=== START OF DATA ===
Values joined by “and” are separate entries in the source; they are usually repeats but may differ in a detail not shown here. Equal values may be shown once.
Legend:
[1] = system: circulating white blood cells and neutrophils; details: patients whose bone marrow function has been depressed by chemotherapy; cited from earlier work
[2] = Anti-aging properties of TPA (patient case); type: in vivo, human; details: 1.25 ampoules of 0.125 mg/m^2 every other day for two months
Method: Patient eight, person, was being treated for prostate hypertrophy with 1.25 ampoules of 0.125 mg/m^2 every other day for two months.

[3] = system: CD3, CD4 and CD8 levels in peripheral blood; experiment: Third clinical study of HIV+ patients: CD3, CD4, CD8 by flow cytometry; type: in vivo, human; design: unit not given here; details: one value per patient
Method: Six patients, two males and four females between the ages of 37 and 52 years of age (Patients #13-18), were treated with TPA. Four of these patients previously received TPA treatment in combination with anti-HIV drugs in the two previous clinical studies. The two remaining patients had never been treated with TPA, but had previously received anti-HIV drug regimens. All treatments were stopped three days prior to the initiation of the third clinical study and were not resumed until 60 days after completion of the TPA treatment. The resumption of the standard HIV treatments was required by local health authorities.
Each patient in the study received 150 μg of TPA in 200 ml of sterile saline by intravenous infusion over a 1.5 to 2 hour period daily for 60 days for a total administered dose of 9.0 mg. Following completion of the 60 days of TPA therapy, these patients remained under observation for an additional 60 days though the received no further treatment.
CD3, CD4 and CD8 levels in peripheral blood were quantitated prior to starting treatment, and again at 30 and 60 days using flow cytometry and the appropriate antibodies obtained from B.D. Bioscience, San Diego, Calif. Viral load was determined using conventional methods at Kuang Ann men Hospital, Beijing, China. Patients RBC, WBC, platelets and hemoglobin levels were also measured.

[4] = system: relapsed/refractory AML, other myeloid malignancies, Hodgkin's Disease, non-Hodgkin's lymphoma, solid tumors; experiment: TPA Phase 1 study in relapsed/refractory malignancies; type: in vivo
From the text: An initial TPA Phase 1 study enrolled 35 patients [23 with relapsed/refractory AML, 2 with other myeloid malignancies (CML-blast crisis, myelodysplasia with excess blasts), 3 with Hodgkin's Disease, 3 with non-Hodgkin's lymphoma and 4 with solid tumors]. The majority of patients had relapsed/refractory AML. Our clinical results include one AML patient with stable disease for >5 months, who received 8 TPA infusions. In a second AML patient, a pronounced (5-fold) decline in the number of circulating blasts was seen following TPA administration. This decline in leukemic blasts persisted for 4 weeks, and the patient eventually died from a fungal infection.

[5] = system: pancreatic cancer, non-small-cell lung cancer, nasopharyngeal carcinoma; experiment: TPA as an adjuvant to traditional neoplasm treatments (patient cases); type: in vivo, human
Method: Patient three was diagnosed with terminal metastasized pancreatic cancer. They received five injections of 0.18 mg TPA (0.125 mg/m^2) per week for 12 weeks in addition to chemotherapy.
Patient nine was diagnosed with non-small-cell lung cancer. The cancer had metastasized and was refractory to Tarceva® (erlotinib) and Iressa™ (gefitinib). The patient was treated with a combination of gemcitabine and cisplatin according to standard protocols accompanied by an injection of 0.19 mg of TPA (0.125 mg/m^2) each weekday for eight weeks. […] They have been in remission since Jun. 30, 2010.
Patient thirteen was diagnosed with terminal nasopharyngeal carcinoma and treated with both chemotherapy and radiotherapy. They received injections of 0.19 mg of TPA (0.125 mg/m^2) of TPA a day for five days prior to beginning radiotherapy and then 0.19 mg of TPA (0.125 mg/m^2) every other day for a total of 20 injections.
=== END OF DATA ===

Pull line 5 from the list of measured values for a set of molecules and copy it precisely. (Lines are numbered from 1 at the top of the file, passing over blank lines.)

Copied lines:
Method: Patient eight, person, was being treated for prostate hypertrophy with 1.25 ampoules of 0.125 mg/m^2 every other day for two months.